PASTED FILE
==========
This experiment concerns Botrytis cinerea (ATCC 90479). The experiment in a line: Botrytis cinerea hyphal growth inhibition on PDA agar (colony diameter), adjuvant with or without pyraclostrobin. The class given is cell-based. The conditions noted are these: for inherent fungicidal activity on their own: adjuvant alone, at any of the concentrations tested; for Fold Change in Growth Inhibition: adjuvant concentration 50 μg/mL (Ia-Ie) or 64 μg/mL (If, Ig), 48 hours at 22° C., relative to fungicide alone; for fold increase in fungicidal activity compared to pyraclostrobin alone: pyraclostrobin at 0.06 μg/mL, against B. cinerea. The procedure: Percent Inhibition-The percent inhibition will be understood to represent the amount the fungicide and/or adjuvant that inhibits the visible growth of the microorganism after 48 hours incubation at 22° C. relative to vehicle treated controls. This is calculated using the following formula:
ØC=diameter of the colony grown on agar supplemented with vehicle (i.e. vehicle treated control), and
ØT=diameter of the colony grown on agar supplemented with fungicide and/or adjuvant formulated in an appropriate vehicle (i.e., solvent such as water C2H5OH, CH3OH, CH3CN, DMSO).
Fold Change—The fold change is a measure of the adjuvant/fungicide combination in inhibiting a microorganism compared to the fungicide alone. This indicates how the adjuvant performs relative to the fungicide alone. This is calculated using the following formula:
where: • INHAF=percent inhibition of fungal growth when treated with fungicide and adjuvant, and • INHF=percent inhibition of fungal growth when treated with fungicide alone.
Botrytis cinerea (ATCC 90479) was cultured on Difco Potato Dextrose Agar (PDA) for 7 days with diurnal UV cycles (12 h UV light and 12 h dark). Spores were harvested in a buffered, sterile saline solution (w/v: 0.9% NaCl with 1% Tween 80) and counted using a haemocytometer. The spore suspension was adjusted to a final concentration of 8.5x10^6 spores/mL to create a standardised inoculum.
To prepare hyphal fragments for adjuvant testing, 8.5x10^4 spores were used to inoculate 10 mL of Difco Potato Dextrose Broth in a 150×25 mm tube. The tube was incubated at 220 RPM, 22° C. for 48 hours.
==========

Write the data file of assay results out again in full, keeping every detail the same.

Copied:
This experiment concerns Botrytis cinerea (ATCC 90479). The experiment in a line: Botrytis cinerea hyphal growth inhibition on PDA agar (colony diameter), adjuvant with or without pyraclostrobin. The class given is cell-based. The conditions noted are these: for inherent fungicidal activity on their own: adjuvant alone, at any of the concentrations tested; for Fold Change in Growth Inhibition: adjuvant concentration 50 μg/mL (Ia-Ie) or 64 μg/mL (If, Ig), 48 hours at 22° C., relative to fungicide alone; for fold increase in fungicidal activity compared to pyraclostrobin alone: pyraclostrobin at 0.06 μg/mL, against B. cinerea. The procedure: Percent Inhibition-The percent inhibition will be understood to represent the amount the fungicide and/or adjuvant that inhibits the visible growth of the microorganism after 48 hours incubation at 22° C. relative to vehicle treated controls. This is calculated using the following formula:
ØC=diameter of the colony grown on agar supplemented with vehicle (i.e. vehicle treated control), and
ØT=diameter of the colony grown on agar supplemented with fungicide and/or adjuvant formulated in an appropriate vehicle (i.e., solvent such as water C2H5OH, CH3OH, CH3CN, DMSO).
Fold Change—The fold change is a measure of the adjuvant/fungicide combination in inhibiting a microorganism compared to the fungicide alone. This indicates how the adjuvant performs relative to the fungicide alone. This is calculated using the following formula:
where: • INHAF=percent inhibition of fungal growth when treated with fungicide and adjuvant, and • INHF=percent inhibition of fungal growth when treated with fungicide alone.
Botrytis cinerea (ATCC 90479) was cultured on Difco Potato Dextrose Agar (PDA) for 7 days with diurnal UV cycles (12 h UV light and 12 h dark). Spores were harvested in a buffered, sterile saline solution (w/v: 0.9% NaCl with 1% Tween 80) and counted using a haemocytometer. The spore suspension was adjusted to a final concentration of 8.5x10^6 spores/mL to create a standardised inoculum.
To prepare hyphal fragments for adjuvant testing, 8.5x10^4 spores were used to inoculate 10 mL of Difco Potato Dextrose Broth in a 150×25 mm tube. The tube was incubated at 220 RPM, 22° C. for 48 hours.